Windows On Our World
August 2023 | Written by Maribeth Griessel
For the month of August The Porch will feature two stained glass windows from the sanctuary. The first is easily recognizable as a very old style lamp. As we read in the longest Psalm, the 119th, verse 105, “Your word is a lamp to my feet, and a light to my path.” Of course the symbol of the lamp reminds us of the true Light of the World, our Savior, Jesus Christ. In the parable of the ten virgins, the five foolish virgins neglected to have oil for their lamps. Literally, in biblical times small lamps were placed atop the toes of shoes to actually light the way along the path. The second window we present is the cross, and is found next to the front sanctuary stairway leading down to the choir room. Though it has been referred to as the “Westminster Cross,” it is often called the “Celtic Cross.” It consists of the cross of our Lord’s crucifixion with a ring/circle in the center. Some historians refer to the ring as a halo, while others believe it to represent the eternal, celestial circle.
As previously presented, Dr. James W. Teener was the first pastor of Gashland Community Church, serving from 1945-1951. He was succeeded by Reverend Norman J. Stanhope in 1951. But in this issue of The Porch, we will focus on members rather than pastors of our church, and we will begin with a Sunday in March, 1951. A young lady named Rosie Bateman had been invited by her good friend and neighbor, Kathryn Walker, to visit Gashland. A small area, adjacent to the bank which is currently located on the southwest corner of North Oak and Barry Road, might have been nicknamed “Little Gashland,” as it was home to many members of this church. The Walker, Barr, Henry, Williams, Straub, Farmer and Bagley families called this home, along with the Batemans. Many of these individuals were charter members of this new church. Having come to Gashland at the invitation of Kathryn and Luther Walker, Rosie and Drexel Bateman became members in March 1951. She is now the living member who has been at Gashland the longest, but we are quick to add this does not make her the “oldest” member of our church, age-wise, but rather the one who has been a member here the longest.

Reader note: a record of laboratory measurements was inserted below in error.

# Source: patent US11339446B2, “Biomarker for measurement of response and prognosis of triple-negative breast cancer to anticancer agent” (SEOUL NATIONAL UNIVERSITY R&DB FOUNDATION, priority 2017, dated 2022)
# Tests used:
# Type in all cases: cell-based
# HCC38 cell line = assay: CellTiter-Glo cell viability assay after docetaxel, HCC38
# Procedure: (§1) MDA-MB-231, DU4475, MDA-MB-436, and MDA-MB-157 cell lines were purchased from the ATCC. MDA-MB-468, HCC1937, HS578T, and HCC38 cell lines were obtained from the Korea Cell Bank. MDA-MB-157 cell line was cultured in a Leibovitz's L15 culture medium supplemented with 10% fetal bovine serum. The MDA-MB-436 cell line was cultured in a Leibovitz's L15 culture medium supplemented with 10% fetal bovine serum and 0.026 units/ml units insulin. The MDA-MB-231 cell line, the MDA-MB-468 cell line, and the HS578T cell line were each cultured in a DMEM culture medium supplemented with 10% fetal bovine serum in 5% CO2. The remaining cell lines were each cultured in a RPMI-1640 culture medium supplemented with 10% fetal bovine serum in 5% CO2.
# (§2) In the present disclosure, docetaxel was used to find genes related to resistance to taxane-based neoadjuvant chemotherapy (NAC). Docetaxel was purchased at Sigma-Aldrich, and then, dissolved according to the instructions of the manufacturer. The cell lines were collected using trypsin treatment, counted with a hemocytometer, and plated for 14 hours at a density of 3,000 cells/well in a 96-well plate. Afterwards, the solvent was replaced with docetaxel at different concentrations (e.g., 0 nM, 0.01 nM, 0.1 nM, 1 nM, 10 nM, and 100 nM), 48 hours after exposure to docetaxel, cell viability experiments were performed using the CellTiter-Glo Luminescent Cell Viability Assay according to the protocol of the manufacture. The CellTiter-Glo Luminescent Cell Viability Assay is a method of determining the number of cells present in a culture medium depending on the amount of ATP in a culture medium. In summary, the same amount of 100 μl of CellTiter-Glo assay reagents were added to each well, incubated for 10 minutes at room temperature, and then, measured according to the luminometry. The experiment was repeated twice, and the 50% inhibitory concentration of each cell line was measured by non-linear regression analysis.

Prior to coming here, Mrs. Bateman had grown up in the Christian church, while her husband was a Methodist. This family has quite a history in the business community of the area. They owned and operated North Oak Furniture, which became Bed City, on N. Oak, and this venture is still in the family, now owned by grandson David Bateman, Jr. Rosie’s son, David, Sr., owns Bargain Barn (now known as Happy Rock Antiques) on 72nd Street at N. Wyandotte.